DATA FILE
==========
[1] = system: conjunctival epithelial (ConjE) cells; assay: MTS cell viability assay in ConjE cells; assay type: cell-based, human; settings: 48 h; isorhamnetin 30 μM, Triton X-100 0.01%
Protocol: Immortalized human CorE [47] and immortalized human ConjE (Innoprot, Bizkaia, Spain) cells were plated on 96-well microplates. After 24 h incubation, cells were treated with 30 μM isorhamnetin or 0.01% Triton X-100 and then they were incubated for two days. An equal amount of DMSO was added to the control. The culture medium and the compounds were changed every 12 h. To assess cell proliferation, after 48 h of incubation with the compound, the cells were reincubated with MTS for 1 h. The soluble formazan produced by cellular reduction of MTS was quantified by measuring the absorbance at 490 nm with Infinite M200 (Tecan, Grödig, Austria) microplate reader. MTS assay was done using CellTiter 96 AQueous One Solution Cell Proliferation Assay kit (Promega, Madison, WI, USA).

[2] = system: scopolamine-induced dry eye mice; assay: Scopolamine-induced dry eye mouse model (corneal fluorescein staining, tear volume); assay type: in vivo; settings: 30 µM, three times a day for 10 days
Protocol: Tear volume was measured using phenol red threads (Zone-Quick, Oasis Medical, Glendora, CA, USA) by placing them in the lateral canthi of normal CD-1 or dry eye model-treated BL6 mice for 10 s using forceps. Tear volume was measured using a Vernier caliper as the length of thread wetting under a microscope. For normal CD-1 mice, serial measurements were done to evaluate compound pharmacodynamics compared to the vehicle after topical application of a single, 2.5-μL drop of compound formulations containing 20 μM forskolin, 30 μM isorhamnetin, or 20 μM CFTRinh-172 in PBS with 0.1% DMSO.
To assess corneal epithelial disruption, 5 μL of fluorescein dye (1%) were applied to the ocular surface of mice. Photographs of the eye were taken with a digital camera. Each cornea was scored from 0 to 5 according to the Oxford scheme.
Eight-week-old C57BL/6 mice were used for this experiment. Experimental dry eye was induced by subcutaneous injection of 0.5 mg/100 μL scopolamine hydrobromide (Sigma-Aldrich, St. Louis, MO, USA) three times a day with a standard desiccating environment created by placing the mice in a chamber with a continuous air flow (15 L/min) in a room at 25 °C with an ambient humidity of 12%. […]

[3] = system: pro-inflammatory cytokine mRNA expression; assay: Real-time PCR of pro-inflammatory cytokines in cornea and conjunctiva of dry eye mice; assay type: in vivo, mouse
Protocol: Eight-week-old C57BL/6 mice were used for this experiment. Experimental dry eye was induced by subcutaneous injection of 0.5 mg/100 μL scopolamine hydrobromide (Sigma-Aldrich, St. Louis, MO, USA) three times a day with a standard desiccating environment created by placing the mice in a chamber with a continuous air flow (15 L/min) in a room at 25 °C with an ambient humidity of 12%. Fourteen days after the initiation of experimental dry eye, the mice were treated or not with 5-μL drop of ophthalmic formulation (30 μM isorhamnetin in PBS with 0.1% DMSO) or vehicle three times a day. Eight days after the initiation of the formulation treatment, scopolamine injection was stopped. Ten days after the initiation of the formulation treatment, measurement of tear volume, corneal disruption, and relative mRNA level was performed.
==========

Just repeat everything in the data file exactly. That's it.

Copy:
[1] = system: conjunctival epithelial (ConjE) cells; assay: MTS cell viability assay in ConjE cells; assay type: cell-based, human; settings: 48 h; isorhamnetin 30 μM, Triton X-100 0.01%
Protocol: Immortalized human CorE [47] and immortalized human ConjE (Innoprot, Bizkaia, Spain) cells were plated on 96-well microplates. After 24 h incubation, cells were treated with 30 μM isorhamnetin or 0.01% Triton X-100 and then they were incubated for two days. An equal amount of DMSO was added to the control. The culture medium and the compounds were changed every 12 h. To assess cell proliferation, after 48 h of incubation with the compound, the cells were reincubated with MTS for 1 h. The soluble formazan produced by cellular reduction of MTS was quantified by measuring the absorbance at 490 nm with Infinite M200 (Tecan, Grödig, Austria) microplate reader. MTS assay was done using CellTiter 96 AQueous One Solution Cell Proliferation Assay kit (Promega, Madison, WI, USA).

[2] = system: scopolamine-induced dry eye mice; assay: Scopolamine-induced dry eye mouse model (corneal fluorescein staining, tear volume); assay type: in vivo; settings: 30 µM, three times a day for 10 days
Protocol: Tear volume was measured using phenol red threads (Zone-Quick, Oasis Medical, Glendora, CA, USA) by placing them in the lateral canthi of normal CD-1 or dry eye model-treated BL6 mice for 10 s using forceps. Tear volume was measured using a Vernier caliper as the length of thread wetting under a microscope. For normal CD-1 mice, serial measurements were done to evaluate compound pharmacodynamics compared to the vehicle after topical application of a single, 2.5-μL drop of compound formulations containing 20 μM forskolin, 30 μM isorhamnetin, or 20 μM CFTRinh-172 in PBS with 0.1% DMSO.
To assess corneal epithelial disruption, 5 μL of fluorescein dye (1%) were applied to the ocular surface of mice. Photographs of the eye were taken with a digital camera. Each cornea was scored from 0 to 5 according to the Oxford scheme.
Eight-week-old C57BL/6 mice were used for this experiment. Experimental dry eye was induced by subcutaneous injection of 0.5 mg/100 μL scopolamine hydrobromide (Sigma-Aldrich, St. Louis, MO, USA) three times a day with a standard desiccating environment created by placing the mice in a chamber with a continuous air flow (15 L/min) in a room at 25 °C with an ambient humidity of 12%. […]

[3] = system: pro-inflammatory cytokine mRNA expression; assay: Real-time PCR of pro-inflammatory cytokines in cornea and conjunctiva of dry eye mice; assay type: in vivo, mouse
Protocol: Eight-week-old C57BL/6 mice were used for this experiment. Experimental dry eye was induced by subcutaneous injection of 0.5 mg/100 μL scopolamine hydrobromide (Sigma-Aldrich, St. Louis, MO, USA) three times a day with a standard desiccating environment created by placing the mice in a chamber with a continuous air flow (15 L/min) in a room at 25 °C with an ambient humidity of 12%. Fourteen days after the initiation of experimental dry eye, the mice were treated or not with 5-μL drop of ophthalmic formulation (30 μM isorhamnetin in PBS with 0.1% DMSO) or vehicle three times a day. Eight days after the initiation of the formulation treatment, scopolamine injection was stopped. Ten days after the initiation of the formulation treatment, measurement of tear volume, corneal disruption, and relative mRNA level was performed.